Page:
On the flip side, can you articulate for our readers a few of the main challenges that arise when a patient is not in the same space as the doctor?

The familiarity of the routine of an office visit should not be undervalued. The simple challenge of technology, cameras, internet, volume control, Bluetooth connectivity, positioning, modesty, loss of context, and certainly the hands-on physical exam, all can diminish the virtual visit experience.

Fantastic. Here is the main question of our interview. Based on your experience, what can one do to address or redress each of those challenges? What are your 5 things providers need to know to best care for their patients when they are not physically in front of them? (Please share a story or example for each, if applicable.)

I like the way you framed the question, “…. 5 things providers need to know” and would like to add “and should do”.

Would suggest these things as “Top of Mind”:

Be patient…this may be a brand-new experience for patients. And be prepared!

Create a guide or tip sheet to share proactively:

Create a list of questions

Pre-test your equipment

Select a quiet private location

Create a list of medications

Be ready to support from a technology perspective, if not this visit, at the next visit

Your patient’s comfort level may be low at first. Focus on thoroughness to assure them of the validity of this virtual visit

Patients will want to know it is ok to do this virtual visit, and will need to see your comfort level. Be intentional and affirming.

(Remember this is all about the patient!)

Can you share a few ways that Telehealth can create opportunities or benefits that traditional in-office visits cannot provide? Can you please share a story or give an example?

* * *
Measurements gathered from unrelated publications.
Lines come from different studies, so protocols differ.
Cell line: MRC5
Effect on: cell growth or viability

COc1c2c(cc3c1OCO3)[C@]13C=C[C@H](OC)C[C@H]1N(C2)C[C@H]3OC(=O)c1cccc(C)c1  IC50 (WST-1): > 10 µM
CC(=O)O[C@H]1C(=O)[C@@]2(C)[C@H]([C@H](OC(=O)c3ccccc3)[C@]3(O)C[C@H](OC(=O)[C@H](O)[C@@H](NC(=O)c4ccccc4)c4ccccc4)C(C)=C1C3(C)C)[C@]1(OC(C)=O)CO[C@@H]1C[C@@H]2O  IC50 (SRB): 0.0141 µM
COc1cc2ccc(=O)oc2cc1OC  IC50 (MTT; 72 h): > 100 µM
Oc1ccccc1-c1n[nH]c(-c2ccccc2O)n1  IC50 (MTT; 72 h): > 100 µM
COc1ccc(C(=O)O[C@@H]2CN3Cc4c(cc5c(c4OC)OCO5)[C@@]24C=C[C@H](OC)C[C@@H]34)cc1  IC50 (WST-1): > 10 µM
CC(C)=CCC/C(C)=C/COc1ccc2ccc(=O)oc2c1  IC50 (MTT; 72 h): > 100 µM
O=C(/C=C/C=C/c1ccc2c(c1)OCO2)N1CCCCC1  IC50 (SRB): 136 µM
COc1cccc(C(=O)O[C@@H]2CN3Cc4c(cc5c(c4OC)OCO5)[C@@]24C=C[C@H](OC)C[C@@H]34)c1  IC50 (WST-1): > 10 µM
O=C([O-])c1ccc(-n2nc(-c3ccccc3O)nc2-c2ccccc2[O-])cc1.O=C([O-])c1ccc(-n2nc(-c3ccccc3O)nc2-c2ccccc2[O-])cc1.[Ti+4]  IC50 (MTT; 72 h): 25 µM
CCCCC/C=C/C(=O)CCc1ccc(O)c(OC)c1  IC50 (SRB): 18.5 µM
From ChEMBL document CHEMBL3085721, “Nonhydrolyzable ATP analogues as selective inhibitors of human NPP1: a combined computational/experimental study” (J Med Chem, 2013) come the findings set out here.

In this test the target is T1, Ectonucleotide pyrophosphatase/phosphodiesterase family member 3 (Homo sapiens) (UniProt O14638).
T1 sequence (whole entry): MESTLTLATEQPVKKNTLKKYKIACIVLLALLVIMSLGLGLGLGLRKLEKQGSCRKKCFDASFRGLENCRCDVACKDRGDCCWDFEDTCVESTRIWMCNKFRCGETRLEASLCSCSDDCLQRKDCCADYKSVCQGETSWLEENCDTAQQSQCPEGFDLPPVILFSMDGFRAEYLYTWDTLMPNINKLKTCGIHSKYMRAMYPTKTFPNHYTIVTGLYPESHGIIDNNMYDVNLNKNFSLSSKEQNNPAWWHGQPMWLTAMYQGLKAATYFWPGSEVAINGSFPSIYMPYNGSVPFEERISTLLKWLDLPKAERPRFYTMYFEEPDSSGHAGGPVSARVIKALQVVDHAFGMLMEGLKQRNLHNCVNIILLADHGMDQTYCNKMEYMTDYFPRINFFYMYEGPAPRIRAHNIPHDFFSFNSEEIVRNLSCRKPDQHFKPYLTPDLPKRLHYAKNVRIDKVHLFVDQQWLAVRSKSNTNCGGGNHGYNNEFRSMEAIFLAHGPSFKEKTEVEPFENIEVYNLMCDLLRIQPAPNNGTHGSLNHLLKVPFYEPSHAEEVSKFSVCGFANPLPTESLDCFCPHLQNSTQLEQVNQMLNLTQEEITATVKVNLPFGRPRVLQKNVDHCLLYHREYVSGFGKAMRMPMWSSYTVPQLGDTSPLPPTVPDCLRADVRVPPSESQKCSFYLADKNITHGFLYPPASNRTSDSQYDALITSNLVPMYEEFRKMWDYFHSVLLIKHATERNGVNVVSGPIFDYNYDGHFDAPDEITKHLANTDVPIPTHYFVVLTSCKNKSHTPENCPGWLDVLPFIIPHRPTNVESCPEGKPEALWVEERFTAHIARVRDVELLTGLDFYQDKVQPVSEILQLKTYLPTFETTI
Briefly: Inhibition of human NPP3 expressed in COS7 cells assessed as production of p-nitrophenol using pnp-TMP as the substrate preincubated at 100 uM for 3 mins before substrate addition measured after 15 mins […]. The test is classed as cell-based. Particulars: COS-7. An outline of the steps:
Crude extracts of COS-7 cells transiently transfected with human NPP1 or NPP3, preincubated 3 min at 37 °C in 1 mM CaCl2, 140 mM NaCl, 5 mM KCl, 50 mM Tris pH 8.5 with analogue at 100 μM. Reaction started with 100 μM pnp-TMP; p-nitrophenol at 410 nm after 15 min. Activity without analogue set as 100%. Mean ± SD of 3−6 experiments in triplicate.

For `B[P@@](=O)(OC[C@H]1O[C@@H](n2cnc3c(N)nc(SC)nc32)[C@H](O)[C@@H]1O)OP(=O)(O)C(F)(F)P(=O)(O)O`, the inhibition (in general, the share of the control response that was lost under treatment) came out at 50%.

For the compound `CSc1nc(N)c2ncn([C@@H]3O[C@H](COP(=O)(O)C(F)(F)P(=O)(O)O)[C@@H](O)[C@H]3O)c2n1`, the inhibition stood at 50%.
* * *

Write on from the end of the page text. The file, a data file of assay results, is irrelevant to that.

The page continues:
I believe the virtual visit concept is a significant step forward in the process of improving clinical care. It provides the opportunity for healthcare to be significantly more patient centric, creating availability when, where, and how people prefer.

Let’s zoom in a bit. Many tools have been developed to help facilitate Telehealth. In your personal experiences, which tools have been most effective in helping to replicate the benefits of being together in the same space?

Two things have specifically improved Telehealth. First, camera quality continues to be better and better. Second, the application of Bluetooth technology has augmented the virtual care space. Specifically, stethoscopes, otoscopes, blood pressure cuffs, peak flow meters, and handle nebulizer/inhalers are wellness applications to support their use.

If you could design the perfect Telehealth feature or system to help your patients, what would it be?

Perfect is out of my league. The next significant improvement I would like to see is related to access to a real-time patient controlled medical record system. The patient record from hospital and office medical, to behavioral health, to pharmacy, to social determinants, needs to be part of every healthcare encounter.

Are there things that you wish patients knew in order to make sure they are getting the best results even though they are not actually in the office?